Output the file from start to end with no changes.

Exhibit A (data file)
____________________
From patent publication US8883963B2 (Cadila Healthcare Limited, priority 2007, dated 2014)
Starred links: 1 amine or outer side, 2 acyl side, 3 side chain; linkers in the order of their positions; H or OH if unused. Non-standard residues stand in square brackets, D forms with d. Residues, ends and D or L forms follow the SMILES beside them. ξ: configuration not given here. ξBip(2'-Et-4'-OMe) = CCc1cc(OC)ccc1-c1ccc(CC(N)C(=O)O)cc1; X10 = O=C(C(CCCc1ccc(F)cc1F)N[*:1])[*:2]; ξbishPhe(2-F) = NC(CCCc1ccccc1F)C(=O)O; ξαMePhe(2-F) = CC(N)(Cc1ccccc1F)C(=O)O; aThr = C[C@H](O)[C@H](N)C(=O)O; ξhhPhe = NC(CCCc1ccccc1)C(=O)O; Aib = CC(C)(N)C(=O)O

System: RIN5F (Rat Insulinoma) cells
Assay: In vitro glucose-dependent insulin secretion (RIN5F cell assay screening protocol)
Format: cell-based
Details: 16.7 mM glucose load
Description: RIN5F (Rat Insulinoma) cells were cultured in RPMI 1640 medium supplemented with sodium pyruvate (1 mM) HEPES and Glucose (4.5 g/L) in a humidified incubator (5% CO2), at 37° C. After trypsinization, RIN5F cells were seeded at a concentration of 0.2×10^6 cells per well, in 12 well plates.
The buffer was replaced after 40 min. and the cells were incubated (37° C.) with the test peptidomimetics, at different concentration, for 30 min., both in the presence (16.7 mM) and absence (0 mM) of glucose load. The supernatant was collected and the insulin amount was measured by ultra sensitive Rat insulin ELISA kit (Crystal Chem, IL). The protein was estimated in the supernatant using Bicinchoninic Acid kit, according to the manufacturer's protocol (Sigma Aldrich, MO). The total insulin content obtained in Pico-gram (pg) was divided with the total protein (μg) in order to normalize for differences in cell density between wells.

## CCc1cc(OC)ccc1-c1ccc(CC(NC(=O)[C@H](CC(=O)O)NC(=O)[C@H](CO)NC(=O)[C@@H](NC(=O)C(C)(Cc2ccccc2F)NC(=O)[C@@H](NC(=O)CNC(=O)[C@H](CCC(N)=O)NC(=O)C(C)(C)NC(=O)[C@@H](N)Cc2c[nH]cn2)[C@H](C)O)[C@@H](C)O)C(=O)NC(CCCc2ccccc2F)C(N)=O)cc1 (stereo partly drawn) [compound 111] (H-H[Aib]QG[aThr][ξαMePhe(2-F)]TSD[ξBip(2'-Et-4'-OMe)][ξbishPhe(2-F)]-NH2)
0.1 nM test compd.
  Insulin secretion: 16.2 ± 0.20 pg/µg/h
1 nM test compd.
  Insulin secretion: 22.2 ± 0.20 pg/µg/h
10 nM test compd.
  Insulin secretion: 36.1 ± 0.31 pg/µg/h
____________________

From patent publication US8883963B2 (Cadila Healthcare Limited, priority 2007, dated 2014)
Starred links: 1 amine or outer side, 2 acyl side, 3 side chain; linkers in the order of their positions; H or OH if unused. Non-standard residues stand in square brackets, D forms with d. Residues, ends and D or L forms follow the SMILES beside them. ξ: configuration not given here. ξBip(2'-Et-4'-OMe) = CCc1cc(OC)ccc1-c1ccc(CC(N)C(=O)O)cc1; X10 = O=C(C(CCCc1ccc(F)cc1F)N[*:1])[*:2]; ξbishPhe(2-F) = NC(CCCc1ccccc1F)C(=O)O; ξαMePhe(2-F) = CC(N)(Cc1ccccc1F)C(=O)O; aThr = C[C@H](O)[C@H](N)C(=O)O; ξhhPhe = NC(CCCc1ccccc1)C(=O)O; Aib = CC(C)(N)C(=O)O

System: RIN5F (Rat Insulinoma) cells
Assay: In vitro glucose-dependent insulin secretion (RIN5F cell assay screening protocol)
Format: cell-based
Details: 16.7 mM glucose load
Description: RIN5F (Rat Insulinoma) cells were cultured in RPMI 1640 medium supplemented with sodium pyruvate (1 mM) HEPES and Glucose (4.5 g/L) in a humidified incubator (5% CO2), at 37° C. After trypsinization, RIN5F cells were seeded at a concentration of 0.2×10^6 cells per well, in 12 well plates.
The buffer was replaced after 40 min. and the cells were incubated (37° C.) with the test peptidomimetics, at different concentration, for 30 min., both in the presence (16.7 mM) and absence (0 mM) of glucose load. The supernatant was collected and the insulin amount was measured by ultra sensitive Rat insulin ELISA kit (Crystal Chem, IL). The protein was estimated in the supernatant using Bicinchoninic Acid kit, according to the manufacturer's protocol (Sigma Aldrich, MO). The total insulin content obtained in Pico-gram (pg) was divided with the total protein (μg) in order to normalize for differences in cell density between wells.

## CCc1cc(OC)ccc1-c1ccc(CC(NC(=O)[C@H](CC(=O)O)NC(=O)[C@H](CO)NC(=O)[C@@H](NC(=O)C(C)(Cc2ccccc2F)NC(=O)[C@@H](NC(=O)CNC(=O)[C@H](CCC(N)=O)NC(=O)C(C)(C)NC(=O)[C@@H](N)Cc2c[nH]cn2)[C@H](C)O)[C@@H](C)O)C(=O)NC(CCCc2ccccc2F)C(N)=O)cc1 (stereo partly drawn) [compound 111] (H-H[Aib]QG[aThr][ξαMePhe(2-F)]TSD[ξBip(2'-Et-4'-OMe)][ξbishPhe(2-F)]-NH2)
0.1 nM test compd.
  Insulin secretion: 16.2 ± 0.20 pg/µg/h
1 nM test compd.
  Insulin secretion: 22.2 ± 0.20 pg/µg/h
10 nM test compd.
  Insulin secretion: 36.1 ± 0.31 pg/µg/h